German official says ending privileged treatment of some airline passengers could ease airport chaos

As flights continue to be canceled across Europe and passengers endure hours of waiting at security checkpoints, many frustrated travelers are wondering when this so-called “travel chaos” will end.

A German official now has a unique idea that may not end travel delays, but could alleviate them to some extent.

“There are measures that companies, which bear some of the responsibility for their own staff shortages, can take,” Maximilian Kall, spokesman for the German Interior Ministry, said earlier this week according to the report. ‘Associated Press.

“For example, they could open up ‘fast lanes’ for all travelers and end the privileged treatment a few passengers get,” Kall said. “They could also smooth out their flight schedules and avoid load peaks.”

Why there are travel delays

The problem in Europe, and around the world for that matter, is that when travel was halted during the COVID-19 pandemic, airlines and airports laid off dozens of employees. Now that travel restrictions have been lifted and people are traveling again, airlines and airports are finding themselves short-staffed.

“Some airlines are struggling because I think they were hoping to get their workforce back faster than they could,” said Willie Walsh, director of the International Air Transport Association, according to the Union Times.

Meanwhile, the laid-off aviation workers “have found new jobs with higher wages, with more stable contracts”, said Joost van Doesburg of the FNV union, which represents most Schiphol airport employees. from Amsterdam. Union Times reports. “Now everyone wants to travel again,” but workers don’t want airport jobs.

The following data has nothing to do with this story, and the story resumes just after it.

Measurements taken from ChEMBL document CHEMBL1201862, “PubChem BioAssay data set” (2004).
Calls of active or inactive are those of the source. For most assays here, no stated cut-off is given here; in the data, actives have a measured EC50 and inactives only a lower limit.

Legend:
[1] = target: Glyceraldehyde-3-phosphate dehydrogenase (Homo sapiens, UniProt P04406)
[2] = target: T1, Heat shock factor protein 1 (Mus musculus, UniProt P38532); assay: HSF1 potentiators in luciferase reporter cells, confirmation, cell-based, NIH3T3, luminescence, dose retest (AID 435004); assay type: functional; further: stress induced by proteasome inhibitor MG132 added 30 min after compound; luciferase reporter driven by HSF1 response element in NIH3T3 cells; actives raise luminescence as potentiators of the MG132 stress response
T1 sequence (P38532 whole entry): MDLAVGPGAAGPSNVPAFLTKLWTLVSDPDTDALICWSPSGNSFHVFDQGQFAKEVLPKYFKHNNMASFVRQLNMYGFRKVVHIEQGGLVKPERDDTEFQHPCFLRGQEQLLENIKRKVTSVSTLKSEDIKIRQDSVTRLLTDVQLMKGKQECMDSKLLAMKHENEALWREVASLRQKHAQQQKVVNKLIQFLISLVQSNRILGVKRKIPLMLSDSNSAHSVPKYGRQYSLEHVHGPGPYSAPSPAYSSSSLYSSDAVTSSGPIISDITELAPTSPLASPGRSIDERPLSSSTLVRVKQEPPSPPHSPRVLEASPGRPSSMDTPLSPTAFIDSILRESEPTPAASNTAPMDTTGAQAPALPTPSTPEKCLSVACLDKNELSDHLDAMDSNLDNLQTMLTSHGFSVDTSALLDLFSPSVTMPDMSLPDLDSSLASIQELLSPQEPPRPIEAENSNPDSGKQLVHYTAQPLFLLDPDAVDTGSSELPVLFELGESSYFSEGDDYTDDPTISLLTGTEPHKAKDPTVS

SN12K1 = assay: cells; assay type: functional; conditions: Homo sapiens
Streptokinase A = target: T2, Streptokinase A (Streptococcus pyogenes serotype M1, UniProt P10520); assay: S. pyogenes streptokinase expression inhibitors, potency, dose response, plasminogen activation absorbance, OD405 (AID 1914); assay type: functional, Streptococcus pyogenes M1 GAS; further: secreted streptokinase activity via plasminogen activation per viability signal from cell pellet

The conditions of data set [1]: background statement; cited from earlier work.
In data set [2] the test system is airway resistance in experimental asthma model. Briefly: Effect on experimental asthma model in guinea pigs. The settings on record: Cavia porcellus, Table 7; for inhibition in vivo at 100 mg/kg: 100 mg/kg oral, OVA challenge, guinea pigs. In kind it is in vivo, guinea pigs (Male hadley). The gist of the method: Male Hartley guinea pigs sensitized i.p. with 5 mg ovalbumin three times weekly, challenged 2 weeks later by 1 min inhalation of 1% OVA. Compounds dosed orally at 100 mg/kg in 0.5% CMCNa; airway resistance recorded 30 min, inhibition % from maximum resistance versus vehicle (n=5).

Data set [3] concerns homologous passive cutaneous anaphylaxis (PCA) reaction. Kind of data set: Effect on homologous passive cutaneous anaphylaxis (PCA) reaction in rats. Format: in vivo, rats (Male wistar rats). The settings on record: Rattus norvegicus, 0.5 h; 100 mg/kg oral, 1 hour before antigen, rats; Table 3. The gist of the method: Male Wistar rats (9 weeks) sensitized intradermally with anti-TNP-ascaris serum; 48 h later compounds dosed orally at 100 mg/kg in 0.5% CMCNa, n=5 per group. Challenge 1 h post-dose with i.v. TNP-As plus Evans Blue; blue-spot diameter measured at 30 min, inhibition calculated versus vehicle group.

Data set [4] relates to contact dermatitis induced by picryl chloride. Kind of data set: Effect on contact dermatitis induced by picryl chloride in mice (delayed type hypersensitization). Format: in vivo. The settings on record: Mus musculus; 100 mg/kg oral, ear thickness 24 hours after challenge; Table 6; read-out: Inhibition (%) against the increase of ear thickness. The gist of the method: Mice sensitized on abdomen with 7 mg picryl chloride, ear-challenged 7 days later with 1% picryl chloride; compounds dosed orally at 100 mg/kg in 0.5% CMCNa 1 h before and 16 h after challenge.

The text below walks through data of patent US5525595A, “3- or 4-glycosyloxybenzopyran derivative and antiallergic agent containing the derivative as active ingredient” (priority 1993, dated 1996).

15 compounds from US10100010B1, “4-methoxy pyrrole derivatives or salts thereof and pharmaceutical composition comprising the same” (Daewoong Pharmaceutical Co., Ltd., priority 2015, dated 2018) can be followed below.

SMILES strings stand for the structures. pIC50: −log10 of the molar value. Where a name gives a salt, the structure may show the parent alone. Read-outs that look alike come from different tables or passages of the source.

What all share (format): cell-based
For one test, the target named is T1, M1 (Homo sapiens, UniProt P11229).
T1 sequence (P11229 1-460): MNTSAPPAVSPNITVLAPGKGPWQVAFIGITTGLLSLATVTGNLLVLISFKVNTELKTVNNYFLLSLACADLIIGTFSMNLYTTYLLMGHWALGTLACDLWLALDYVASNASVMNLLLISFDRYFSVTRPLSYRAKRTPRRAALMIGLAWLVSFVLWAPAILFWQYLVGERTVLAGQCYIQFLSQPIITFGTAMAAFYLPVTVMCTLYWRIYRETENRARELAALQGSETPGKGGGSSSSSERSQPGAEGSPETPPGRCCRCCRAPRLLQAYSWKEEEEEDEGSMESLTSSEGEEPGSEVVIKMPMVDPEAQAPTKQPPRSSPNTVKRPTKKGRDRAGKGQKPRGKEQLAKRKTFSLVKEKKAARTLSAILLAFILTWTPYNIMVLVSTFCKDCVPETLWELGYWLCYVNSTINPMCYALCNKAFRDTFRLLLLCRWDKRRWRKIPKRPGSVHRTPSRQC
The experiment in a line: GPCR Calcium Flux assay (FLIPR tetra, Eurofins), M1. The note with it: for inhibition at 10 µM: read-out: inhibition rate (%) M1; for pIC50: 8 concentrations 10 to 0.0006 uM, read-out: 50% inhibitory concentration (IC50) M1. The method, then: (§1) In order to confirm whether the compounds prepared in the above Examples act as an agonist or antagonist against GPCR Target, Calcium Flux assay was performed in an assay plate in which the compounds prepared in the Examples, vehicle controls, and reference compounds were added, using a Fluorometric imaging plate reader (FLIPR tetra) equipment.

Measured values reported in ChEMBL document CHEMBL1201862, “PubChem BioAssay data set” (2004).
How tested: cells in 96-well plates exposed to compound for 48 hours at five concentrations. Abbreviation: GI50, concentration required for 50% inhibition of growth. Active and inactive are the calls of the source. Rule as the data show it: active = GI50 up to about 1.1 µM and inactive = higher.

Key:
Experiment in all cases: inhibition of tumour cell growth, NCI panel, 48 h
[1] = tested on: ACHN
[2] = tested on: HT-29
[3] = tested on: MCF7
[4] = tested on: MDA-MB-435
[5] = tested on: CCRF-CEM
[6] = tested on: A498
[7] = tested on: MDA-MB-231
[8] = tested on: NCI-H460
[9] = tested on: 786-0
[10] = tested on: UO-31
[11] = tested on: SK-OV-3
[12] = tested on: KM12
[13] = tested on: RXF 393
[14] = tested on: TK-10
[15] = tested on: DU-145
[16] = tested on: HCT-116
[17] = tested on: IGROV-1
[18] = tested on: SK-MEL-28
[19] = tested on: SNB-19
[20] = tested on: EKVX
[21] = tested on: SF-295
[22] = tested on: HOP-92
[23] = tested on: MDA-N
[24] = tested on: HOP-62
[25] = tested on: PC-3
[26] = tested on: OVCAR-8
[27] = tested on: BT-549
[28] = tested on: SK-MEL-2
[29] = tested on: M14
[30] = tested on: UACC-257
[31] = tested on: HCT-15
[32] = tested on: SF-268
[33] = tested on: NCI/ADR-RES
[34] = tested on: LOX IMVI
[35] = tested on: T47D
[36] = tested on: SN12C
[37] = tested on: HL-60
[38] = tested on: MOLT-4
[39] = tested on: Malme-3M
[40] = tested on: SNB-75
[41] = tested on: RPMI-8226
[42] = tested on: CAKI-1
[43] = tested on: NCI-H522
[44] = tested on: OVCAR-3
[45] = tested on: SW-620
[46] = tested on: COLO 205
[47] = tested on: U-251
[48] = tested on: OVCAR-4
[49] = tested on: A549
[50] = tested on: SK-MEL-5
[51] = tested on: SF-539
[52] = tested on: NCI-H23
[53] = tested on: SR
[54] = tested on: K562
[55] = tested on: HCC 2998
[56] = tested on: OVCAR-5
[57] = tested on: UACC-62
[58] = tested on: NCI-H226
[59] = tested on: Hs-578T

Consequently, officials at Gatwick and Heathrow airports in London are asking airlines to limit their number of flights, and officials at Schiphol, the busiest airport in the Netherlands, are reducing flights because there are currently thousands more airplane seats every day than security personnel can handle. Union Times keep on going.

And in Sweden, queues for security checks at Stockholm’s Arlanda airport got so long that some passengers started arriving more than 5 hours before boarding time hoping to get through. perform their flight. Unfortunately, this practice has led to even more congestion, so authorities are now turning away travelers who arrived more than 3 hours before their flight, according to Union Times.

Take corrective action

Passenger complaints and airport requests do not necessarily fall on deaf ears. For example, Carsten Spohr, chief executive of German airline Lufthansa, apologized to employees and customers earlier this week for travel chaos caused by labor shortages.

“We certainly made mistakes saving our company and over 100,000 jobs over the past two years,” Spohr wrote in a letter to employees, according to Reuters. “Have we gone too far in cutting costs here and there, under the pressure of the more than 10 billion euros [$10.6 billion] in pandemic-related losses? Certainly, that too.

Now Lufthansa has announced that it will cancel more than 2,000 more flights this summer at its Frankfurt and Munich hubs due to staff shortages, according to DW, the German international broadcaster. The news comes less than 2 weeks after Lufthansa announced it would cancel 900 flights in July.

Although Lufthansa’s actions may provide short-term relief, company officials do not expect Lufthansa’s flight operations to return to normal any time soon.

“Unfortunately, we can hardly realistically achieve a short-term improvement this summer,” Lufthansa board member Detlef Kayser told Die Welt (DW) newspaper. “We expect the situation to return to normal by 2023.”

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